Trump ‘Lynching’ Comments Spark Outrage

The bludgeoned body of an African-American male, propped in a rocking chair after having been lynched. The shadow of a man using rod to prop up the victim’s head can be seen, while the blood-spattered victim himself has white and dark paint applied to his face, circular disks glued to cheeks, and cotton glued to face and head. Circa 1900, location unknown. (Image via “Without Sanctuary: Lynching Photography in America,” via Wikipedia)

WASHINGTON (CN) – If you ask E. M. Beck, professor emeritus at the University of Georgia, whether any specific lynching cases stand out in his 30 years of researching the topic, he struggles to point to one single incident. 

“There was so much injustice that it’s hard to find where to begin,” said Beck, co-creator of the Beck-Tolnay Inventory of Southern Lynchings, the most comprehensive study of the extrajudicial murders carried out throughout the South. Over the course of three decades, researchers have confirmed more than 2,800 acts, most often against black people after the Civil War but also against other minority groups and whites as well. 

So when President Donald Trump tweeted out Tuesday morning that his ongoing impeachment hearings amounted to a lynching, Beck was appalled. 

“You’re comparing a legal process that Trump doesn’t like to the idea of a mob taking someone out of a house, shooting them, or stringing them up and shooting them,” said Beck in a phone interview. “To compare his legal issues to a lynching is an insult to all the families who lost people to the idea of mob violence.”  

The history of lynchings in America is as horrible as it sounds. Beck’s database — which started with numbers from the NAACP, the Tuskegee Institute and Chicago Tribune reporting covering 1882-1918, as well as countless research hours poring through microfilm of newspaper stories — counts only those cases in which there was evidence a person was killed, the killing was illegal, more than two people were involved, and the killing was justified with “tradition, justice, or honor.”

Beck said the most well-known cases might involve large groups or particularly brutal acts of violence like burning or dismemberment, but they most often occurred in small groups, late at night, with little fanfare. 

They all had the same result. 

“You ended a life: a brother, sister, wife or father,” said Beck. “But when there was no follow-up, when the court systems didn’t do anything… you’re saying ‘we don’t care… see what we can do to you.’”  

Gianluca De Fazio, an assistant professor in the Justice Studies Department at James Madison University, is familiar with the Beck-Tolnay list. He’s used it in his work researching lynching in Virginia for a project called “Racial Terror: Lynching in Virginia.”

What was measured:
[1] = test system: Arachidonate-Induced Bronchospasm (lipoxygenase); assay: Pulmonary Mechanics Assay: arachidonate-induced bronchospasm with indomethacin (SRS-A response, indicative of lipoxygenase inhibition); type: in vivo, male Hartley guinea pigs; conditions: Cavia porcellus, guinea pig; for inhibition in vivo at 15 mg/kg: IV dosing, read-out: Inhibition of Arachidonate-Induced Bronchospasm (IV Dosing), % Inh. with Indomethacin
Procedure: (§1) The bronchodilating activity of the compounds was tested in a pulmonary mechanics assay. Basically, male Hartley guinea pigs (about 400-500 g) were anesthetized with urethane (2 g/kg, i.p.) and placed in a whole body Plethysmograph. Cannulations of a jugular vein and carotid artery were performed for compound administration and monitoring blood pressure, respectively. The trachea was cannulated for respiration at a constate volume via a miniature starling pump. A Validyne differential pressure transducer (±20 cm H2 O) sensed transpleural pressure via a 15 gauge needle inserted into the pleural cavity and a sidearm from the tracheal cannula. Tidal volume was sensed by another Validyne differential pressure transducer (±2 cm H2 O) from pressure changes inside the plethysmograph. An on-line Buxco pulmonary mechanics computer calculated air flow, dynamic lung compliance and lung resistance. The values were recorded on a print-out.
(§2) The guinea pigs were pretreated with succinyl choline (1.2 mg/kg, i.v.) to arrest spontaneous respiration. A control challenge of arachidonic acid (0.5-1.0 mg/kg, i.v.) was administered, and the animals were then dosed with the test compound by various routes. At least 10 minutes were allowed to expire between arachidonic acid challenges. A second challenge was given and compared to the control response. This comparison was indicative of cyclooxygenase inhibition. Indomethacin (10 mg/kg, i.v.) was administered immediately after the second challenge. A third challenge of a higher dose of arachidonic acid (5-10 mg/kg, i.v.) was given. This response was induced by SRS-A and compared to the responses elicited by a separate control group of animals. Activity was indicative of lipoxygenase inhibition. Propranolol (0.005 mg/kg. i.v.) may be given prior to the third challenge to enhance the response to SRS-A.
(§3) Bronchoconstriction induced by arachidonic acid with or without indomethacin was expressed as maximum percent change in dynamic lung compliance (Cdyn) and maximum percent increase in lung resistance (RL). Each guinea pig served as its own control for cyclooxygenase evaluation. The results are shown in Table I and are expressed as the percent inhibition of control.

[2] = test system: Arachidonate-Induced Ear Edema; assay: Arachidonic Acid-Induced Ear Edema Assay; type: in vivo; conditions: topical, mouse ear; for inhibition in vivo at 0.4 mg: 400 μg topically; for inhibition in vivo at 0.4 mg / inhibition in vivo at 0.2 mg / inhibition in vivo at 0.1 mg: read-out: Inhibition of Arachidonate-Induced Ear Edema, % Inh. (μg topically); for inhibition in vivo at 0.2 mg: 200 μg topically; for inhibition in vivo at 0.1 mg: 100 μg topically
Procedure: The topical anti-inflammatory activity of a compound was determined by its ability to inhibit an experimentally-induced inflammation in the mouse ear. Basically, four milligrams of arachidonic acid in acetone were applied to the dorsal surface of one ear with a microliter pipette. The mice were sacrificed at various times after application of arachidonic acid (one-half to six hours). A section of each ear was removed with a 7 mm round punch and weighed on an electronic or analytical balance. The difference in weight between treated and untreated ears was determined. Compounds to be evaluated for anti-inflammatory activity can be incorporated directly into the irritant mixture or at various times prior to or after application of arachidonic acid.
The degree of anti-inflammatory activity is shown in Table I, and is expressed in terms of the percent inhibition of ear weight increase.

De Fazio said the research he and Beck perform, while bleak, acts as an important reminder of the nation’s embrace of race-based mob violence.   

“We have collective amnesia about racial terror throughout the South,” De Fazio said in a phone interview, noting that lynchings are often, at best, a footnote in history books but helped define decades of racial injustice.  

De Fazio hopes his project, which includes reaching out to communities across the state where these events happened, will help engage those who have forgotten it.

But both researchers were quick to note Trump isn’t the first person in power to claim attacks against them were “lynchings.”  

When Supreme Court Justice Clarence Thomas was questioned about sexual harassment ahead of his confirmation in the late 90s, then-Senator Joe Biden asked whether Thomas had anything to say.

“From my standpoint as a black American, as far as I’m concerned, it is a high-tech lynching for uppity blacks who in any way deign to think for themselves,” Thomas famously responded about the allegations by his former attorney-adviser Anita Hill.  

And while the president’s comment is only a few hours old, responses from Republican officials have started to roll in. 

“This is a lynching in every sense. This is un-American,” Senator Lindsey Graham told reporters when asked about the tweet, noting Trump doesn’t know the identity of his accuser, the unnamed whistleblower whose identity is protected by federal law.  

The Beck-Tolnay Inventory lists 200 lynchings in Graham’s home state of South Carolina. 

But other Republicans have been less supportive of the tweet.  

“We can all disagree on the process, and argue merits,” tweeted Representative Adam Kinzinger of Illinois. “But never should we use terms like ‘lynching’ here.”

According to the Equal Justice Initiative, another lynching database, about 60 people were lynched in Kinzinger’s home state.  

Still, the use of lynching as a comparison to accusations isn’t reserved to one side.  

ABC News’ White House reporter John R. Parkinson said on Twitter this morning that a GOP aide had steered him to a 1998 Associated Press report on the Clinton impeachment hearings.

“In pushing the process, in pushing the arguments of fairness and due process the Republicans so far have been running a lynch mob,” Representative Jerry Nadler, a New Jersey Democrat, said at the time, according to the article. Nadler is among those leading the charge against Trump today as chair of the House Judiciary Committee.

%d bloggers like this: